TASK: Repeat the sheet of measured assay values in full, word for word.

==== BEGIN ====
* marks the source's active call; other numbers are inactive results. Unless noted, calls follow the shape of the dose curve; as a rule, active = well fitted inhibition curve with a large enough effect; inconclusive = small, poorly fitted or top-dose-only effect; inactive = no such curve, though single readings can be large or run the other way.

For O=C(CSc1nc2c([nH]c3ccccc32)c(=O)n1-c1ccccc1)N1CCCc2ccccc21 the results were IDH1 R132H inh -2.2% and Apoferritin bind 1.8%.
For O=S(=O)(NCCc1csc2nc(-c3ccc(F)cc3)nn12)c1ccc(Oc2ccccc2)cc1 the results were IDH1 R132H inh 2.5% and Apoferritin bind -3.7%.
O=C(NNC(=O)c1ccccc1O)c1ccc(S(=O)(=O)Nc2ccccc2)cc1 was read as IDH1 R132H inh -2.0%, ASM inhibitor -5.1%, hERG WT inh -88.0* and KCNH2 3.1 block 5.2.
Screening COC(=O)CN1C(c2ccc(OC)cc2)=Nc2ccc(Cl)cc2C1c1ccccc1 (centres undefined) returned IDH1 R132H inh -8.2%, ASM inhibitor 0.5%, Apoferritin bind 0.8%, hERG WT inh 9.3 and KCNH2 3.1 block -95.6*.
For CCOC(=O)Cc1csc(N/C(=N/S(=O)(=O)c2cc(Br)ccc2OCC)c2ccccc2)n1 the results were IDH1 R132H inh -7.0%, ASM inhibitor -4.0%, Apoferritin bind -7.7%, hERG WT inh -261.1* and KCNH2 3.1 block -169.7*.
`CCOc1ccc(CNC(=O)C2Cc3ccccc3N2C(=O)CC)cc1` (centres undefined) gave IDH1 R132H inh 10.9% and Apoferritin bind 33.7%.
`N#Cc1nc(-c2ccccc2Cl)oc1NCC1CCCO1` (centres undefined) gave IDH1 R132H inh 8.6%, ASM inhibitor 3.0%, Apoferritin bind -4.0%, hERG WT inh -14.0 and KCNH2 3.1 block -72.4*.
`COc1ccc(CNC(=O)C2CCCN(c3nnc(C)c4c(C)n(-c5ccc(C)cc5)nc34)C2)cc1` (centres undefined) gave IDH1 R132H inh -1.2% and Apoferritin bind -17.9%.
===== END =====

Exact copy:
* marks the source's active call; other numbers are inactive results. Unless noted, calls follow the shape of the dose curve; as a rule, active = well fitted inhibition curve with a large enough effect; inconclusive = small, poorly fitted or top-dose-only effect; inactive = no such curve, though single readings can be large or run the other way.

For O=C(CSc1nc2c([nH]c3ccccc32)c(=O)n1-c1ccccc1)N1CCCc2ccccc21 the results were IDH1 R132H inh -2.2% and Apoferritin bind 1.8%.
For O=S(=O)(NCCc1csc2nc(-c3ccc(F)cc3)nn12)c1ccc(Oc2ccccc2)cc1 the results were IDH1 R132H inh 2.5% and Apoferritin bind -3.7%.
O=C(NNC(=O)c1ccccc1O)c1ccc(S(=O)(=O)Nc2ccccc2)cc1 was read as IDH1 R132H inh -2.0%, ASM inhibitor -5.1%, hERG WT inh -88.0* and KCNH2 3.1 block 5.2.
Screening COC(=O)CN1C(c2ccc(OC)cc2)=Nc2ccc(Cl)cc2C1c1ccccc1 (centres undefined) returned IDH1 R132H inh -8.2%, ASM inhibitor 0.5%, Apoferritin bind 0.8%, hERG WT inh 9.3 and KCNH2 3.1 block -95.6*.
For CCOC(=O)Cc1csc(N/C(=N/S(=O)(=O)c2cc(Br)ccc2OCC)c2ccccc2)n1 the results were IDH1 R132H inh -7.0%, ASM inhibitor -4.0%, Apoferritin bind -7.7%, hERG WT inh -261.1* and KCNH2 3.1 block -169.7*.
`CCOc1ccc(CNC(=O)C2Cc3ccccc3N2C(=O)CC)cc1` (centres undefined) gave IDH1 R132H inh 10.9% and Apoferritin bind 33.7%.
`N#Cc1nc(-c2ccccc2Cl)oc1NCC1CCCO1` (centres undefined) gave IDH1 R132H inh 8.6%, ASM inhibitor 3.0%, Apoferritin bind -4.0%, hERG WT inh -14.0 and KCNH2 3.1 block -72.4*.
`COc1ccc(CNC(=O)C2CCCN(c3nnc(C)c4c(C)n(-c5ccc(C)cc5)nc34)C2)cc1` (centres undefined) gave IDH1 R132H inh -1.2% and Apoferritin bind -17.9%.